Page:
|Here there be draughts|
In 1903 the Royal Cornwall Gazette carried a fulsome "biographical sketch" of Mr Colliver - by then 40 and already something of a minor celeb, in St. Columb anyway (the sketch may be found at Appendix 1 below). Before we get on to his draughts, here is a brief summary of the salient features of his energetic life, drawing on the Gazette, and on a sensational autobiographical document "Family History and Reminscences" (henceforth FHR) that Colliver himself had dictated in 1945. This was kindly shared by the family, who have authorised the publication of the extracts below.
Carus Colliver came from farming stock in St.Columb Major, but left for London in 1883, where he began the pursuit of a long and successful career in accountancy; advising - among others - the Dutch millionaire Frederick Cornelius Stoop (who made his money with Royal Dutch Shell, and was a benefactor of the village of Byfleet in Surrey - read about his colourful chess-playing grandson Michael Stoop here). In WW1 Colliver was appointed "Editor of the Secret Cyphers" at the Admiralty because they "wanted a man who never makes a mistake" (FHR p3). In 1882 (when still in St. Columb) he had taken part in the annual Shrove Tuesday "Hurling with the Silver Ball" event, successfully "carrying off the Silver Ball for the Townsmen" (FHR p5) - with all that entails by way of celebration (toasting, climbing lamp-posts, etc). Colliver was to give a radio broadcast for the BBC on the Hurling Match of 1936 (repeated in 1938 - see here at 8.00 pm). The 1968 event was captured for posterity here in grainy black and white.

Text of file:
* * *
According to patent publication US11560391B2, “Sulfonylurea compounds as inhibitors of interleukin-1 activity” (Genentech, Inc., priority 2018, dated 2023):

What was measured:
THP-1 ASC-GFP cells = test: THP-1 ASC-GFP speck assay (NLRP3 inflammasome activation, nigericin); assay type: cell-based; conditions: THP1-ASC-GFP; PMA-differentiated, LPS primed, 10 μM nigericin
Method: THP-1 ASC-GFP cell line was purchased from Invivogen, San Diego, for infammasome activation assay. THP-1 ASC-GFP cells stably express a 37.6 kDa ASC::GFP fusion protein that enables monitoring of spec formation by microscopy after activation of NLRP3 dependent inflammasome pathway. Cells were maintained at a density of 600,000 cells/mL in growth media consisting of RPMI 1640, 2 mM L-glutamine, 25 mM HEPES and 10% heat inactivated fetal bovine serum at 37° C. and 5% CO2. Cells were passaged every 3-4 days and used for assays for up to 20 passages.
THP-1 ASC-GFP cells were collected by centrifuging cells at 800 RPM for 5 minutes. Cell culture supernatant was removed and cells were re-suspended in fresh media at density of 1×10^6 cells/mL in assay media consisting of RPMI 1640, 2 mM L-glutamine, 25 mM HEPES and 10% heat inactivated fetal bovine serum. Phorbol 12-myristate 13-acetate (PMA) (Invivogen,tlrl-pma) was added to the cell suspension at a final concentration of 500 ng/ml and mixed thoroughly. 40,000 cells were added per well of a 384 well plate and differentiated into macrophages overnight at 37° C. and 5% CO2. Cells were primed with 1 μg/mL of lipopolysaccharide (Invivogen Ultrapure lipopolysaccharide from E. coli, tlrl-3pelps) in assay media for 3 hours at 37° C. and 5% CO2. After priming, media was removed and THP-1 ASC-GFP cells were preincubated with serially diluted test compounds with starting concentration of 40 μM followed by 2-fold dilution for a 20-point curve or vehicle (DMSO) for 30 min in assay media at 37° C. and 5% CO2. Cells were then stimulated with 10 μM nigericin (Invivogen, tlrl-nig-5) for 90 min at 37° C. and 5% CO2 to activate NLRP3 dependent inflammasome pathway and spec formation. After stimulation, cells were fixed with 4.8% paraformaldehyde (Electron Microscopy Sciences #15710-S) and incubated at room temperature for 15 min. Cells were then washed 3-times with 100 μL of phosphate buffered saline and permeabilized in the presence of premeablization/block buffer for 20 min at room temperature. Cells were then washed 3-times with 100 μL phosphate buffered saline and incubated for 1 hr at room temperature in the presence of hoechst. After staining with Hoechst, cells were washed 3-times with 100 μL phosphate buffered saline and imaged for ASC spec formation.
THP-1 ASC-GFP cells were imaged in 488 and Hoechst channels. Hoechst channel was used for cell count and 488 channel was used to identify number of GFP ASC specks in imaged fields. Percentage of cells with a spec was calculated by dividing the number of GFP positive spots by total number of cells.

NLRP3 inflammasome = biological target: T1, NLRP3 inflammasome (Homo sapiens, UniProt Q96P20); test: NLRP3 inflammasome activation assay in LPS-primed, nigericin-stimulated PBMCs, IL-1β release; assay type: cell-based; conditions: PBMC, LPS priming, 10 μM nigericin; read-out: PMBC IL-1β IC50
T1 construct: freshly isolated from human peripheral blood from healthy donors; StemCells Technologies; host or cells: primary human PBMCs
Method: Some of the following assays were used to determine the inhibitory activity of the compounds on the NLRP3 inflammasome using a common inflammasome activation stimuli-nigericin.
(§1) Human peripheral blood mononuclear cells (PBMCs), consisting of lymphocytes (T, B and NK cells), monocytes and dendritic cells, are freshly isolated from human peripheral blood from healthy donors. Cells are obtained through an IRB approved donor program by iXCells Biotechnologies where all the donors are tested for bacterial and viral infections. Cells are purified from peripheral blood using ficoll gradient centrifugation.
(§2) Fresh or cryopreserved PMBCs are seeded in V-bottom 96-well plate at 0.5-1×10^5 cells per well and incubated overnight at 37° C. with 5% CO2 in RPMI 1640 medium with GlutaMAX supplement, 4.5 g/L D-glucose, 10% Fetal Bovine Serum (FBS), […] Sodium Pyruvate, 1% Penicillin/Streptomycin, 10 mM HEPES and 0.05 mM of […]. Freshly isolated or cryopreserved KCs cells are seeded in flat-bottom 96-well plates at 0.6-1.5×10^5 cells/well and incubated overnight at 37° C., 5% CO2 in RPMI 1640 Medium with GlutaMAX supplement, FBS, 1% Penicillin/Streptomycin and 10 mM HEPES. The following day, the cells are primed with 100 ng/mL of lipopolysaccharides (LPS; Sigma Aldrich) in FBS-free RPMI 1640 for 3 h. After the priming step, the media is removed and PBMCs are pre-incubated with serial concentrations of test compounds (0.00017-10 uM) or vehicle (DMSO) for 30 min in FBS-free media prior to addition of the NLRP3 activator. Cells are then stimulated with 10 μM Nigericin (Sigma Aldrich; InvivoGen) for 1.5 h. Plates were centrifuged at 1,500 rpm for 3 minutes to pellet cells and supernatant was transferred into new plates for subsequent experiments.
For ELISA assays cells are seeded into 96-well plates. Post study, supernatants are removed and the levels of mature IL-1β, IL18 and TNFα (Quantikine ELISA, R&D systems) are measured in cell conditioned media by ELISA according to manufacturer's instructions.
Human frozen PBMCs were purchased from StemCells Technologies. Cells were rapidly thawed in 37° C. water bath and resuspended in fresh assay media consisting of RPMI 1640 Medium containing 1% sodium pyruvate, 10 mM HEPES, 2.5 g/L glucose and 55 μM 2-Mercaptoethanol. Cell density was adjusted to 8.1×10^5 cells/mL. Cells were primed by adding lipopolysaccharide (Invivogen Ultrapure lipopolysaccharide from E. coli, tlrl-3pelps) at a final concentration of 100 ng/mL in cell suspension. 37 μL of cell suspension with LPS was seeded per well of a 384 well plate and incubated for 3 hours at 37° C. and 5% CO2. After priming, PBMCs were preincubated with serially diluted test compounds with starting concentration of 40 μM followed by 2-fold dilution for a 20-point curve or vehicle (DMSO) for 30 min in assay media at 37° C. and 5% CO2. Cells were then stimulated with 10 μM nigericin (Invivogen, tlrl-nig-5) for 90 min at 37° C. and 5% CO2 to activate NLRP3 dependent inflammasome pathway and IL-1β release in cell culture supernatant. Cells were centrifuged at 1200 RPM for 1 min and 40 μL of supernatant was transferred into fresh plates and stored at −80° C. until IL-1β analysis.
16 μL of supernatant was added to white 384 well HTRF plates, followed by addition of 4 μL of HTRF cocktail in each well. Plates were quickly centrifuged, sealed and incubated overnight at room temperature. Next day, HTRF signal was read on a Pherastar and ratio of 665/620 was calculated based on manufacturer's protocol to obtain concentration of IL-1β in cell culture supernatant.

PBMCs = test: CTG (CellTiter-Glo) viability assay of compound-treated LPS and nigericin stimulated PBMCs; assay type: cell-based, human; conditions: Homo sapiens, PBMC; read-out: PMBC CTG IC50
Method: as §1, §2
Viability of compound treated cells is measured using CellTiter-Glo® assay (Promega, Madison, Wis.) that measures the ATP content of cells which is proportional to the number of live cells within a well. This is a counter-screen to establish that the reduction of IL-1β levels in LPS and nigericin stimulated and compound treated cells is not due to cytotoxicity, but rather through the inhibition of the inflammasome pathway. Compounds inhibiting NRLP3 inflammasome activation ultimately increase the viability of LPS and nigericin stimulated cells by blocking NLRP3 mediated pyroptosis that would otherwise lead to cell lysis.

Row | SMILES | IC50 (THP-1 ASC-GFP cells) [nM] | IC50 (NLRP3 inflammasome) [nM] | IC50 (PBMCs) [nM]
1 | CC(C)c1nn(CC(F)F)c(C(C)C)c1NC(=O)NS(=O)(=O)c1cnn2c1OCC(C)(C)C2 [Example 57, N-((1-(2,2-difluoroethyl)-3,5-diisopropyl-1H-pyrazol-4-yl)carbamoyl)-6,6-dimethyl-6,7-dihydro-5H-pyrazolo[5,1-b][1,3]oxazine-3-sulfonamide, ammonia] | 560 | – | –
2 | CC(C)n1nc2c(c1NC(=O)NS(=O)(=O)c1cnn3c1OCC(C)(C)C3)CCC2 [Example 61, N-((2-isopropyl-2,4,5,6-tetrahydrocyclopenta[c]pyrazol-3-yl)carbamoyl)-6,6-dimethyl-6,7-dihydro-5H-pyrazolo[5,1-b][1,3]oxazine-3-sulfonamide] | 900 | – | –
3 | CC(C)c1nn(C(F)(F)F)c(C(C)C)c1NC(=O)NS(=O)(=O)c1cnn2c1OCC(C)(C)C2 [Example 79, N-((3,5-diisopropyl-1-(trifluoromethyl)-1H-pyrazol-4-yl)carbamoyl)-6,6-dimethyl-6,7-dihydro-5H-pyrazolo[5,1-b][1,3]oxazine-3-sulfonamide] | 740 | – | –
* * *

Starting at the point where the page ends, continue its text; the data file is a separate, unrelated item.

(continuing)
In FHR Colliver mentions his achievements in bowls, where he played for England v Scotland in 1929 and 1932; and indoor bowling where he won his Indoor Bowling Club championship in 1936. Carus's own list of non-board sports stops here - but it seems he undersold himself. The paragraph below, extracted from the Royal Cornwall Gazette's account of him in 1903 (it appears to recycle a piece from the Draughts World), adds yet more.